Canadian Doctors Discover A New Technique To Treat A Brain Tumor In Children

Canadian Doctors Discover A New Technique To Treat A Brain Tumor In Children

In a joint study, some doctors in Toronto, Canada, managed to administer chemotherapy to an inoperable brain tumor in a child, using the technique they used for the first time in the world.

Doctors at two hospitals in Toronto, Canada, performed an MRI-guided ultrasound treatment to administer chemotherapy to the brain tumor of a sick child with diffuse intrinsic pons glioma (DIPG), the most common form of the brain.

In a written statement from the Sunnybrook Health Sciences Center, it was noted that the new technique marks the beginning of a groundbreaking clinical trial to better treat deadly pediatric tumors.

Reminding that DIPG is the most common type of brain tumor in children under the age of 15, the statement said, "DIPG is a fatal pediatric brain tumor that cannot be operated due to its location in the brain stem."

Continuation of the statement; "The new method works by using low-intensity ultrasound to cross the blood-brain barrier. The blood-brain barrier is a protective network of tightly packed cells located between the capillaries in the brain and other soft tissues of the brain. This cell network is protective. It protects the brain from harmful substances. And it detoxifies, but when there is a problem in the brain, such as a tumor, the blood-brain barrier becomes a stumbling block for doctors hoping to treat affected areas."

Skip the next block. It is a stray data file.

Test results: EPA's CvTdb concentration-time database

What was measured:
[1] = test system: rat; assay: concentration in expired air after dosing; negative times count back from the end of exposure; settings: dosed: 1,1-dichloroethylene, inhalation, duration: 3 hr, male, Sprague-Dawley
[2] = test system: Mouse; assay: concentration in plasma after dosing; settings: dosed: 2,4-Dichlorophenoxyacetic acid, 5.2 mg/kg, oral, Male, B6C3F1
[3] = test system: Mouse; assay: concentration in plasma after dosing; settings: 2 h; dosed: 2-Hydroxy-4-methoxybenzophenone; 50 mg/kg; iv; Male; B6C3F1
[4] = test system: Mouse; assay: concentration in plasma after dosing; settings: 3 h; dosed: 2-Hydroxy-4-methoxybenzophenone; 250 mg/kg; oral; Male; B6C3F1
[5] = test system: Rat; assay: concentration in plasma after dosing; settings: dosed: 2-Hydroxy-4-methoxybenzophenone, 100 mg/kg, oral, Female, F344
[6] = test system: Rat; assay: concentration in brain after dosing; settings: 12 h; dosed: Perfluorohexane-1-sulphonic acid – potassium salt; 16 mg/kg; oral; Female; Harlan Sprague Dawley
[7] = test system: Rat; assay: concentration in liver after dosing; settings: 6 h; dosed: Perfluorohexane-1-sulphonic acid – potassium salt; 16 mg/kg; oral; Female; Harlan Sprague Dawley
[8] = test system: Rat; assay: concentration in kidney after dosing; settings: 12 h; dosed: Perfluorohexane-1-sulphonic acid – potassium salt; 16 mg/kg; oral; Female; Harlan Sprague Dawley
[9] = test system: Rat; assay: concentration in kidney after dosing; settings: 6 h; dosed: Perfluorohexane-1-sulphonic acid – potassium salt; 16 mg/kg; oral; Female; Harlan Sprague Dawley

In the statement recorded where the ultrasound kicks in, it was stated that the researchers were able to use the power of sound waves to open a temporary door in the blood-brain barrier around the brain.

This Technique will be Applied to 10 More Patients

For the first time in the world, doctors announced that the treatment will be applied to 10 patients aged between 5 and 18 who were diagnosed with DIPG.

Study participants will receive focused ultrasound therapy at the Sunnybrook Health Sciences Center, which will include three cycles of chemotherapy approximately four to six weeks apart.

Patients who will receive general anesthesia will use a special head to deliver ultrasound energy to brain targets without the need for a scalpel or incision.

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